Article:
I don’t often foray into baking with vegetables (except this time) that but that lonely can of beets in my cupboard (plus my friends’ insistence that it could not be done) inspired me to make a Chocolate Beet Cake and honestly? It’s kind of marvelous. Don’t trust me? Try it yourself! It’s been loosely adapted on this recipe I found here.

Chocolate Beet Cake (makes 2 9-inch round cakes)

3/4 c. butter

2 c. white sugar

3 eggs

2 1/2 c. all-purpose flour

1/2 c. cocoa powder

1 1/2 tsp baking soda

1/2 tsp salt

1 c. milk

1 14-oz. can of beets, drained and rinsed, with 1/2 c. of beet juice for reserve

1/2 c. reserved beet juice

First, you gotta puree those beets. Use your blender, slap-chop, whatever- just get ‘er done. Me, I went the old-fashioned way, simmering the beets in a saucepan on the stove until super moist before going at them with my hand-blender. Set aside beets aside.

Preheat the oven to 350F. In a medium bowl, combine flour, cocoa, baking soda and salt. In a separate bowl, cream together butter and sugar before adding eggs. Beat until thick and frothy. Slowly start adding the dry ingredients to the wet ingredients a bit at a time, alternating with the milk until fully combined.

Remember those beets? Stir them in last, then the beet juice you’ve saved from the can. Grease and flour two 9-inch round or square baking pans and pour batter into pans. Cook for about 25 minutes, or until a toothpick or a knife comes out clean when inserted.

B’s Tip: You know what they say about buying good-quality cocoa powder? Yeah, I laughed too, but I wasn’t laughing after a friend gave me some of hers to use in this cake. It honestly makes a world of difference so if you can afford it (or if it’s a special occasion) I highly recommend using the best you can find for this recipe.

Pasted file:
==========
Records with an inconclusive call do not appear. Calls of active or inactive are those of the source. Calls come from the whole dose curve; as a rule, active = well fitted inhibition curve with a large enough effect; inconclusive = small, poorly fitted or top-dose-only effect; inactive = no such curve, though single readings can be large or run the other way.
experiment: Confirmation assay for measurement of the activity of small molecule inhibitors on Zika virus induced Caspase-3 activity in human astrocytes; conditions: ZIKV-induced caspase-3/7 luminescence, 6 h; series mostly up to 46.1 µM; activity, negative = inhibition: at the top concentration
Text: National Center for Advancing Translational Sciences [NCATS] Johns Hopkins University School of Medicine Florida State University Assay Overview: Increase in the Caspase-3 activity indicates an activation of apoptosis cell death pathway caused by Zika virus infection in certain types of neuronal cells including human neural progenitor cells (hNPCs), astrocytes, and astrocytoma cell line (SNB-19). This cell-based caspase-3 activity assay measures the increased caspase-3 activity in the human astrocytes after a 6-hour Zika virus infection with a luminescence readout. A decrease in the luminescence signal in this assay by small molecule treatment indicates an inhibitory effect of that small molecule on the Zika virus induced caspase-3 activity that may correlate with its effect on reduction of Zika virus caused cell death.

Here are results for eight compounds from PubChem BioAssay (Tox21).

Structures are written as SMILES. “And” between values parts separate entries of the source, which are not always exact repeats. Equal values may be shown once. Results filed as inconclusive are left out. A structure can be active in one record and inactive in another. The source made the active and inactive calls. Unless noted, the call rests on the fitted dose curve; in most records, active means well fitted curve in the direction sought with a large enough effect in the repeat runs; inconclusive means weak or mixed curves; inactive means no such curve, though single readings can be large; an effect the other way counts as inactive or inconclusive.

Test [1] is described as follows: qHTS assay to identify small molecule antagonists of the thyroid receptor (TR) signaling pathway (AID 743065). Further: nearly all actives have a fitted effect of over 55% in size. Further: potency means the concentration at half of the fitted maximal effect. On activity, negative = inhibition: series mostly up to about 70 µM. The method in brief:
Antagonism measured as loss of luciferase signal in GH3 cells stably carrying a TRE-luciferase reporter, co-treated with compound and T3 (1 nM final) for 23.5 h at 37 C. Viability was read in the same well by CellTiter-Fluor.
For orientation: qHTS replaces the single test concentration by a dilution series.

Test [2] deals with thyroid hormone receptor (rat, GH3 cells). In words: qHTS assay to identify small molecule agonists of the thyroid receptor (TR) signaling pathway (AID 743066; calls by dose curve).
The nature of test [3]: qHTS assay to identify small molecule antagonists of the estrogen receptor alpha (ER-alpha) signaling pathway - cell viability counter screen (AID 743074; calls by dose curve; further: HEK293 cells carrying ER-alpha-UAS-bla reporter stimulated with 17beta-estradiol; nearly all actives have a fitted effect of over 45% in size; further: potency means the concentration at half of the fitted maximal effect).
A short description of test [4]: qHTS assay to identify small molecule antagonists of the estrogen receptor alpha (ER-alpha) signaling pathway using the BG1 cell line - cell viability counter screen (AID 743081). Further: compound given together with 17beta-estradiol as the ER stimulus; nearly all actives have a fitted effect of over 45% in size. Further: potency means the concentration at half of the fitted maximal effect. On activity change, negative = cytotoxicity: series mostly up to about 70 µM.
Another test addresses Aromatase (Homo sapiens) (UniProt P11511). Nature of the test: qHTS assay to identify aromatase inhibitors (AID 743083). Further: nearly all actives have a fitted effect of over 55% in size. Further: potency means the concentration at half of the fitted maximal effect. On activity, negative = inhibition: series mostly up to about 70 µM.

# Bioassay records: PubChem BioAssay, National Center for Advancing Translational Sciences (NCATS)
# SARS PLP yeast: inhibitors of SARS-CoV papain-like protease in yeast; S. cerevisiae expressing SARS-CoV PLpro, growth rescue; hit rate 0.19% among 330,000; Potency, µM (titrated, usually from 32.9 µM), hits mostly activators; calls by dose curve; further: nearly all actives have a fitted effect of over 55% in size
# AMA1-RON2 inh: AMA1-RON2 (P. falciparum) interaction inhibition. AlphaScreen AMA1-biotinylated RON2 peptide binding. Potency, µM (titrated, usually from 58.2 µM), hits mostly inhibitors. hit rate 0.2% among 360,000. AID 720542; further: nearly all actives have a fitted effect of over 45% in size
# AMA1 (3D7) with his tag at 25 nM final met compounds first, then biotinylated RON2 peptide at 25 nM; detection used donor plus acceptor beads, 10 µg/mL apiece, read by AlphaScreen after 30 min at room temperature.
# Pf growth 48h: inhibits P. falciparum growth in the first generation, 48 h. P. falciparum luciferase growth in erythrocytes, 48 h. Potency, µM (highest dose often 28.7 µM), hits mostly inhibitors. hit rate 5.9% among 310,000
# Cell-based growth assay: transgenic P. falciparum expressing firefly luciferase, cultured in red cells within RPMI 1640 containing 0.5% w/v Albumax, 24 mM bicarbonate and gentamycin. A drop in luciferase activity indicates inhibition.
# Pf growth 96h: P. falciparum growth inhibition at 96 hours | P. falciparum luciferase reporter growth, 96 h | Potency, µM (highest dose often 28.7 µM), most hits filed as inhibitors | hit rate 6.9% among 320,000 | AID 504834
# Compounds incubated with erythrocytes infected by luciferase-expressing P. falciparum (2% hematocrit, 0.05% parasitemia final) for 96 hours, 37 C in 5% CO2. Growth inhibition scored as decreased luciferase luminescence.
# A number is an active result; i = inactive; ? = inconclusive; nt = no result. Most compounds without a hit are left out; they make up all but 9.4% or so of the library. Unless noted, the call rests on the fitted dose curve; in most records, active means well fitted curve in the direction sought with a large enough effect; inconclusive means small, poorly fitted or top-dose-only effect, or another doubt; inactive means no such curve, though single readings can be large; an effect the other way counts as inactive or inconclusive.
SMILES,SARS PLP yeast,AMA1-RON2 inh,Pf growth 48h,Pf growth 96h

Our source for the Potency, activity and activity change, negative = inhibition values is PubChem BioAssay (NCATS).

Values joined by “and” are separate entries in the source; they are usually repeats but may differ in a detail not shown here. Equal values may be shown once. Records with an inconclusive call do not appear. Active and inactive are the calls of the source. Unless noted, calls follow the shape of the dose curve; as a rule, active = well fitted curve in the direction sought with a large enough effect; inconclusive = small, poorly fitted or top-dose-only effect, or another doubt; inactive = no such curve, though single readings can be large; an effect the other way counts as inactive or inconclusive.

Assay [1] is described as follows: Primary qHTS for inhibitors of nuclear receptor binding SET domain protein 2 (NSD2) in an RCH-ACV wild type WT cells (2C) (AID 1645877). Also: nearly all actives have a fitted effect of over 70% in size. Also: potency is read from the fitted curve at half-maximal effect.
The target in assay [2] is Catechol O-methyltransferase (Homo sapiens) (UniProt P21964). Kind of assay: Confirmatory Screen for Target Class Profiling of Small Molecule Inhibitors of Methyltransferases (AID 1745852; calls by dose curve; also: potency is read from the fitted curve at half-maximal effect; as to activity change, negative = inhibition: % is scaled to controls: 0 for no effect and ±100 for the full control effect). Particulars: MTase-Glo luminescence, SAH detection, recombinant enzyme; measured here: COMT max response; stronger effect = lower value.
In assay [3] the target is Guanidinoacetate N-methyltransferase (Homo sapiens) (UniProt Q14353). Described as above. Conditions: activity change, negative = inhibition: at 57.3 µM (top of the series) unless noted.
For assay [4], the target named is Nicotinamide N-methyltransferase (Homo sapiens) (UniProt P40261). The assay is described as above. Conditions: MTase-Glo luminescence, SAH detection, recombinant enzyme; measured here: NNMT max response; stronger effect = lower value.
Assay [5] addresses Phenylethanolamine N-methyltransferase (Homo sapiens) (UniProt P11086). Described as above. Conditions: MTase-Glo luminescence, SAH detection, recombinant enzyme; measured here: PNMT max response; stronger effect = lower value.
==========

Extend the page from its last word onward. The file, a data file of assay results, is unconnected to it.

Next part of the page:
Happy baking!

B

Baking with B appears (usually) every other Monday on the Keeping Busy with B Blog. Find out why I like baking so much here. For more of my baking, click here. And for even more recipe inspiration, check out my Pinterest full of food eye candy that will have you licking your computer. Promise.

Baking with B: Garden Herb Scones

Guys, I know you think I’m all fancy-like but when I say these scones do not take up a lot of time it is the absolute truth. You’d think a treat associated with something as fussy as a tea service would be complicated but they are not. The hardest thing about baking these is going to be deciding what you’re going to put in them. I used fresh herbs from my garden (because they’re running amok, please, someone come help me) but you could put in grated cheese, raisins, nuts, dried fruits, fresh fruits…see? I told you it was going to be hard.

Garden Herb Scones (makes approx. 12)

4 tbsp butter, softened

1 egg, beaten

1/4 tsp salt

2 c. flour

1 tbsp. baking powder

5 tbsp. milk

fresh herbs, finely chopped (to taste)

Preheat the oven to 400F. Beat butter and eggs together until creamy; set aside. In another bowl, sift together flour, salt and baking powder. Add dry ingredients to the butter mixture a little bit at a time, alternating with the milk. Mix in your herbs (in this case, I used rosemary, basil and sage). Using your hands, form a ball shape then place on a baking sheet lined with parchment paper. Use your fist to flatten the tops gently, but not enough to take away that nice rounded edge. Bake in oven for about 20 minutes or until golden brown. Serve as soon as they’re cool enough to eat!

B’s Tip: Nobody’s perfect, and sometimes your measurements may be a little bit off. Adding the milk a little bit at a time allows the batter to form without getting too slimy or wet. If you find you’ve reached the perfect consistency before you’ve added all the milk, you can stop right there. Mixture still feeling a little dry? Go ahead and put it all in!

Happy baking!

B

Baking with B appears (usually) every other Monday on the Keeping Busy with B Blog. Find out why I like baking so much here. For more of my baking, click here. And for even more recipe inspiration, check out my Pinterest full of food eye candy that will have you licking your computer. Promise.